Other Known Names: Binkley Hollow Cemetery, Mark Binkley Cemetery
Street Address: At the end of Lakelet Drive, off Binkley Crescent Location: Lot 55, Concession 1, Ancaster
Type of Cemetery: Family
Responsible Agency: City of Hamilton
Status for Burials: Closed for burials Plot Plan: None
Size: Small, 69 Monuments
Fencing: Chain link fence and gate Monument Types Flat, upright and columns Monuments of: Marble and granite
Marx Binkley Cemetery, Ancaster, Ontario
Date of Opening: 1803
Marx Binkley (1745-1805), the first member of this pioneer family to settle in the area, purchased several lots in Concession 1 from Jemima, Sarah and Mary Johnson in the late 1790s. He set aside a small portion of his land and started a family burial ground in 1803. His own burial in 1805 was one of the earliest known Euro-Canadian interments in the Hamilton area.
The cemetery was in family use until the mid 20th century when the last burial took place. It is now owned and operated by the city.
When I am dead and buriedAnd all my bones are rottenWhen this you see oh think of meLest I should be forgotten
Henry Binkley Cemetery, Ancaster, OntarioOther Known Names: Binkley Cemetery Street Address: DesJardins Avenue Location: Pt. Lot 55, Concession 1, Ancaster Type of Cemetery: Family
Responsible Agency: City of Hamilton
Status for Burials: Closed for Burials Plot Plan: None
Size: Small, 34 monuments
Signage: No Signage Fencing: Hedgerow and stone
Monument Types: Flat, upright and column Monuments of: Marble and granite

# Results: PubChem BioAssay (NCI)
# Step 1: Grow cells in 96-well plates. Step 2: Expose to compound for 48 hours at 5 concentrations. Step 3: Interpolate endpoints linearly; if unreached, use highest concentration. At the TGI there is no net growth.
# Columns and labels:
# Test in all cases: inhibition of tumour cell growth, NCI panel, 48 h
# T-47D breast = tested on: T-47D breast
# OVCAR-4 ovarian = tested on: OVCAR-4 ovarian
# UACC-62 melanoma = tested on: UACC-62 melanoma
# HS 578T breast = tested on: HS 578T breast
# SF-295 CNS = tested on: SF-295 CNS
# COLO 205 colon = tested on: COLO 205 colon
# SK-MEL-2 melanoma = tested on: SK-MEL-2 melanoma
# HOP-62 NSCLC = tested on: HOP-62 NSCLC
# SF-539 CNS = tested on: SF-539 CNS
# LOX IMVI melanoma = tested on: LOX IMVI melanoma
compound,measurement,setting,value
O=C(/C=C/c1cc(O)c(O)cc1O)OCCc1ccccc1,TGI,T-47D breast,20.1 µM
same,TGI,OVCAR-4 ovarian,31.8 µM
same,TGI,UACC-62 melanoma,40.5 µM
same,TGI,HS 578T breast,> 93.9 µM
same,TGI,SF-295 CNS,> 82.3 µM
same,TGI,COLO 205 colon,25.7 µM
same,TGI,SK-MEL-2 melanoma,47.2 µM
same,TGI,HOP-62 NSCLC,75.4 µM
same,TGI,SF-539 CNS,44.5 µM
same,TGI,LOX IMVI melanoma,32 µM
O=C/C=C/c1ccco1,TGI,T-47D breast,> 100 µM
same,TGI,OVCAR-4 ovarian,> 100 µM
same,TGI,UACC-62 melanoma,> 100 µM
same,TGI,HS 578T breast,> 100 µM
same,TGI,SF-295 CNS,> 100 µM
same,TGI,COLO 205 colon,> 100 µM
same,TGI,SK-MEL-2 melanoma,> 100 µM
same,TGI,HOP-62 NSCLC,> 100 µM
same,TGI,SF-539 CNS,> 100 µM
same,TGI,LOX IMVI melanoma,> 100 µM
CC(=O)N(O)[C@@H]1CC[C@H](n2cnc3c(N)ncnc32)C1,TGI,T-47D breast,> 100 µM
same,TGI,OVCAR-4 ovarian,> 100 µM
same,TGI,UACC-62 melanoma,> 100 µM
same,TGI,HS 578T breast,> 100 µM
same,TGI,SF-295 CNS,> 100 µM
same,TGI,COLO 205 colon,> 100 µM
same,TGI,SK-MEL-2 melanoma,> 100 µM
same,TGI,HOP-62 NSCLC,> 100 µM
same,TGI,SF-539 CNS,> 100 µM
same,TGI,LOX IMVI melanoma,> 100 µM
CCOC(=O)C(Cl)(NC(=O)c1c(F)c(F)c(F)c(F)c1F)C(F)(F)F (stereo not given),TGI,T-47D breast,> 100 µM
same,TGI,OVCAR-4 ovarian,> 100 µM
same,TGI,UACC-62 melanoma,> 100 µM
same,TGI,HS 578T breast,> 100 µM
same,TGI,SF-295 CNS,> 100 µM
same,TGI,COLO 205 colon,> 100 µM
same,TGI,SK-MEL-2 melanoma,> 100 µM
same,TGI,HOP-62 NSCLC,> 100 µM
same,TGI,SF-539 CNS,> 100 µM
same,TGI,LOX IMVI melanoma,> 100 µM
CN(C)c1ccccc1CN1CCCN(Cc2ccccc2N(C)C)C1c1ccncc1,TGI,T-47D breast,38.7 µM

Henry Binkley, a grandson of Marx Binkley, established this family burial ground in 1852. The oldest gravestone is that of his father William Binkley (1784-1852).Lots 53-57, Concession 1 were originally granted to Jemima, Sarah and Mary Johnson in May 1796 and purchased by Marx Binkley who arrived from Lancaster County, Pennsylvania in the late 1790s. Upon Marx Binkley’s death in 1805, the property was divided between his three sons; John, George and William. With the death of William Binkley in 1852, his son, Henry set aside part of the property for a family cemetery. The name of the cemetery comes from this donation of land by Henry (1826-1907), who was a major figure in Ancaster politics, and served as 2nd Deputy Reeve of Ancaster Township in 1876 and 1877.
The site has remained a family cemetery, though it is now closed and maintained by the City of Hamilton.
Johann Marx Binckley came with his family to Wentworth County, Ontario (Upper Canada) in 1800 (some records say 1798). There were a number of families in the party, including George Kintzel’s family and David Baringer’s family (whose daughters later married Binkleys), a child Sarah Binkley who may have been a third daughter or an “adopted” daughter and possibly Nancy Gingerich’s parents and family (or at least her brother David). If the Gingerich family was part of the group, they went on to Waterloo County as originally planned. ( Some records say they came in 1800 and others say David came to scout out the County in 1800 and then brought the family in 1801.)
In their Conestoga-like wagons and with all their animals and goods, they forded the Niagara River at “Black Rock” where there had been a large sandbar. Marks paused to visit a friend, Abraham Horning, who had come to Wentworth County the year before. After viewing the beautiful valley from the “mountain” brow, Mrs. Binkley convinced her husband to settle there too. In 1800 he purchased almost 1000 acres of land between what is now Ancaster and Dundas (Concession 1, Lots 53, 54, 55, 56, and 57 in Ancaster Township) from three sisters Jemima, Sarah and Mary Johnson – daughters of Brant Johnson of the Indian department. The property lies where present day Highway 2 meets Highway 8 – on all sides of the highway. For many years this area was called “Binkley Hollow” or “Binkley’s Corners”.